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Devoted: A Study in the Life of David - Perspective

On Sunday, Pastor Ed made an announcement that our building pad is ready a week ahead of schedule!

Then he continued the sermon series on the life of David, taking up the story in I Samuel 20.  Two girls read the chapter, reading the parts of David and Jonathan, while Pastor Ed read the narration.

In this chapter, David makes one more attempt to give reason and calm a chance.  He meets with Jonathan to find out if he can reconcile with Saul.

Both David and Jonathan recognize that David is not a usurper.  God is the one working in David's life.

How do we relate to our own lives?  We'd like to be CEO.  We try to figure out how to be the most effective CEO of our lives.

Jonathan and David only saw each other one more time.  In I Samuel 23:16, Jonathan "helped him find his strength in God."

The Bible has a very different perspective on me.  There's so much about our lives we can't make happen.

We are executives over our own lives -- but not the chief.  That's not our primary function.

We're the CPO of our lives -- Chief Perspective Officer.

All sorts of things are aligned against David -- but he will be king.  God's purpose will prevail.

Our main job is to keep the right perspective:  God's perspective.

Psalm 73 is all about perspective.  So are Psalm 26:8 and Ephesians 1:17-18.

David's on the run for years -- and yet -- David will be king.

God protects, guides, and provides.

God Protects

Sometimes through circumstances

Sometimes through divine intervention

Sometimes through the efforts of trusted friends (as in I Samuel 20)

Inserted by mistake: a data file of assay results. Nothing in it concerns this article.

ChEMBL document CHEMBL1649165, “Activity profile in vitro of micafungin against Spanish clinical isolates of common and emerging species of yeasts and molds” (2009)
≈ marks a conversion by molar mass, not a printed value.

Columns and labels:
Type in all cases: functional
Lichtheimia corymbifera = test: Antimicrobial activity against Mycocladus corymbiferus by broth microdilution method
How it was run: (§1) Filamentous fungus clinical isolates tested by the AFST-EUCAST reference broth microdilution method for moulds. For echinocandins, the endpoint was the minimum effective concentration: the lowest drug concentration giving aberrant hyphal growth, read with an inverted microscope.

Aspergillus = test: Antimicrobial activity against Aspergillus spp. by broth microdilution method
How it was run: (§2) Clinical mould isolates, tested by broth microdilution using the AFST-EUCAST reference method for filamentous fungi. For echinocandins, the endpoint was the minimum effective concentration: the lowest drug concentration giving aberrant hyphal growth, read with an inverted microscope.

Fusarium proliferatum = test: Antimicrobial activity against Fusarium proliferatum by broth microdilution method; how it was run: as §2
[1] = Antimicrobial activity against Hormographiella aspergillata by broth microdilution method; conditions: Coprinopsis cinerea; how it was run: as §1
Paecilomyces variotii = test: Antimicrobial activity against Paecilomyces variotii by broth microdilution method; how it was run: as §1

God Guides

Sometimes through circumstances

Sometimes through a direct word from God

Sometimes through the words of trusted friends with whom we're in community.

God Provides

Sometimes through circumstances

Sometimes directly

Sometimes through trusted friends in community.

 

This is what God does!

When calamity happens, look for what God is doing.  We know He will protect, guide, and provide.

There are many times David could have gone off the rails if he'd acted as CEO.

If we act as a CEO, we'll act out of fear or confusion.

God does know the future.  We don't.

Make it our primary job to root our perspective in God's way and God's will.

When we act as CPO, we begin to see our problems are not end points.

Even death itself is not an end point.

We can strengthen one another in God.

God's purposes will be served in our lives.

In fact, in Communion we celebrate ultimate failure.  We get a perspective adjustment every time we do this.

And we finished the service by celebrating Communion.

Book Review - Moving Mountains

I'm cross posting this review from my book review website, because this is the book my small group recently studied -- and our lives were blessed.

Moving Mountains

Praying with Passion, Confidence, and Authority

by John Eldredge

Nelson Books, 2016.  248 pages.
Starred Review

Moving Mountains is a book about prayer, and praying effectively.

We have embarked on the most exciting story possible, filled with danger, adventure, and wonders.  There is nothing more hopeful than the thought that things can be different, we can move mountains, and we have some role in bringing that change about.

As in his other books, John Eldredge reminds us that we are at war – but God has given us authority in the battle.

The Scriptures are a sort of wake-up call to the human race, a trumpet blast, to use Francis Thompson’s phrase, “from this hid battlements of eternity.”  One alarm they repeatedly sound is that we are all caught up in the midst of a collision of kingdoms – the kingdom of God advancing with force against the kingdom of darkness, which for the moment holds most of the world in its clutches.  Is this your understanding of the world you find yourself in?  Does this shape the way you pray – and the way you interpret “unanswered” prayer?